Standard Chartered Bank

Banks learn about the difference in US and HK money-laundering rules

Monetary Authority says while it does not use the same tools as its US counterparts, it insists the standards in HK are just as rigorous

PUBLISHED : Monday, 25 August, 2014, 3:34am
UPDATED : Tuesday, 26 August, 2014, 2:55pm

Standard Chartered is the latest global bank with extensive operations in Hong Kong to learn the hard way that financial regulators in the city and the United States take a very different approach to the enforcement of anti-money laundering efforts.

The New York Department of Financial Services last week fined Standard Chartered US$300 million after its New York branch failed to flag high-risk transactions from clients in Hong Kong and the United Arab Emirates.

In December 2012, HSBC Holdings agreed to pay US$1.92 billion in fines to settle charges related to money laundering and terrorist financing levelled by US authorities.

The Hong Kong Monetary Authority has never fined any banks for such breaches, although the court has imposed heavy penalties on individuals for money laundering. The steepest punishment was meted out to Luo Juncheng, who was jailed for 10½ years in January last year for laundering more than HK$13 billion involving online transactions between Hong Kong and the mainland over eight months.

The HKMA says that while it has different supervisory tools to that of its US peers, it insists the standards in Hong Kong are just as high. Both jurisdictions are members of the Financial Action Task Force (FATF), requiring banks under their watch to have measures in place to report or monitor their customers to prevent the bank networks being used for illegal transfers.

"Different jurisdictions face different money laundering and terrorist-financing threats, therefore in practice, different regulators have different measures tailor made to their local market operations," an HKMA spokeswoman said.

She cited the concerns in US about money laundering related to Mexican drug cartels.

In contrast, worries about illegal cross-border transactions are closer to home for Hong Kong. The city has adopted a risk-based supervisory approach that requires more bank vigilance over large transfer volumes.

"Hong Kong, as a major commercial and trading hub in Asia, naturally has a very large volume of cross-border transactions," the spokeswoman said. "Using different supervisory tools doesn't mean we have a weaker regime. We have a wide range of powers under the banking ordinance which allow us to ensure continuing enhancement on banks' anti-money-laundering and counter-terrorism controls.

"HKMA is empowered to restrict banks' business and remove their management teams in extreme scenarios."

She said the HKMA had doubled the resources to ensure banks comply with the anti-money laundering rules and report suspicious transactions to the Joint Financial Intelligence Unit, which is run by the police and customs. Local banks reported 12,931 suspicious transfers in the first five months of this year.

Hong Kong introduced an anti-money laundering law in 2012 after the FATF in 2008 pointed out the city did not meet global standards without such a law. The law adds requirements for banks to step up due diligence on customers, with the provision of fines of up to HK$10 million for each breach found against a bank of its anti-money-laundering responsibilities.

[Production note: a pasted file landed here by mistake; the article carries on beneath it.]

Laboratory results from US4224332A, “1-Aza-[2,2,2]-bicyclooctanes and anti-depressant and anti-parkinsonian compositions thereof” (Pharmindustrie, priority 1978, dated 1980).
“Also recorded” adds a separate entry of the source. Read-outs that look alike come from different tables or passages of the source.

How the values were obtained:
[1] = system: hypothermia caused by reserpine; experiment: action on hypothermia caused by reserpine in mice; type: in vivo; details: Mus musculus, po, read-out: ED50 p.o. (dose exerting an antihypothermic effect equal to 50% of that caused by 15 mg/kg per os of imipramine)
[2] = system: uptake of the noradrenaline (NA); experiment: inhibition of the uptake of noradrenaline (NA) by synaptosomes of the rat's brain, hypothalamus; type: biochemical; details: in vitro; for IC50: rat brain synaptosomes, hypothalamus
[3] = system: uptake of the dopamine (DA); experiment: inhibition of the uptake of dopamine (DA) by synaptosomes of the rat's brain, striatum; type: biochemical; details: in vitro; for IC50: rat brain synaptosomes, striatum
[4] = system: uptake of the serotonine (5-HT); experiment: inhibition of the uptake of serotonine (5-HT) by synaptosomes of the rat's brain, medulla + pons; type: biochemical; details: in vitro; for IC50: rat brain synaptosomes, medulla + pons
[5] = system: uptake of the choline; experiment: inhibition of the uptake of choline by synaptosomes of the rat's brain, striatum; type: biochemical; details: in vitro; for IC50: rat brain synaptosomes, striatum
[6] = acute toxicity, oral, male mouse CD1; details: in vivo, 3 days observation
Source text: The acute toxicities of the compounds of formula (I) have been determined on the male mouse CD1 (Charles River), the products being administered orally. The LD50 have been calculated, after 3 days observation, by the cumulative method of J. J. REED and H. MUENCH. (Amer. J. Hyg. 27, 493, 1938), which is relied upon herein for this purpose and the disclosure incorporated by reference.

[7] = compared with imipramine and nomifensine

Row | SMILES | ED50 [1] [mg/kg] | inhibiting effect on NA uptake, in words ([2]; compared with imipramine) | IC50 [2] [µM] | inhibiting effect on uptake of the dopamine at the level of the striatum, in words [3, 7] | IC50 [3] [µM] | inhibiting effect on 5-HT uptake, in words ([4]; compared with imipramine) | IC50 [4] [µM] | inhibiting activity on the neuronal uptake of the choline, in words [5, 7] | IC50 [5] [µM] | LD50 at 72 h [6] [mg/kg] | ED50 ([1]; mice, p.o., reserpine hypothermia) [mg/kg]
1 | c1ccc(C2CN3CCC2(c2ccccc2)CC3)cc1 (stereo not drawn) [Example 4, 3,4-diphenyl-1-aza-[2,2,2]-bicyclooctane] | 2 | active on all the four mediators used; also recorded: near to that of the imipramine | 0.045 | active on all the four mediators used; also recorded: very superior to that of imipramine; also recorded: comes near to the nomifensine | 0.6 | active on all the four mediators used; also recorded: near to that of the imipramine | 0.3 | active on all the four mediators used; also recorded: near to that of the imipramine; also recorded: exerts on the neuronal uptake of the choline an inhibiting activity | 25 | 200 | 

Graham Lim, a partner at law firm Jones Day, said regulators in the US - in contrast to their Hong Kong counterparts - had decades of experience tracking suspect transactions.

"KYC [know-your-client] type rules in the US have been around since the 1970s, with a sharp uptick since 911 and the enactment of the [anti-terrorism] Patriot Act. The US has a unique and deeper history compared to most other countries, including Hong Kong," Lim told the South China Morning Post. "The regulators all have the same objective in mind but with different legal rules … and enforcement histories, you're going to see differences in the way these regulators work."

A specialist involved in cross-border bank transactions said that when a bank conducted a transaction between Hong Kong and New York, a gap in compliance spending existed between the two jurisdictions.

Financial centres such as New York exacted increasingly high compliance spending from banks, said the specialist, who asked not be named. The cost is lower in Hong Kong and banks here are unlikely to spend in order to meet foreign regulations.

Patrick Rozario, a director and head of risk advisory services at accounting firm BDO, said Hong Kong would be hard pressed to match the US on combating money laundering and terrorist financing. "The legal systems between Hong Kong and the US are very different. The businesses conducted by the lenders in the two markets are also different. Hence, the regulators also adopt different approaches," he said.

Christopher Cheung Wah-fung, the legislator for the financial services sector, said: "The US regulator does not understand Asian business practices and culture. I do not see why we should follow the US way of regulation."

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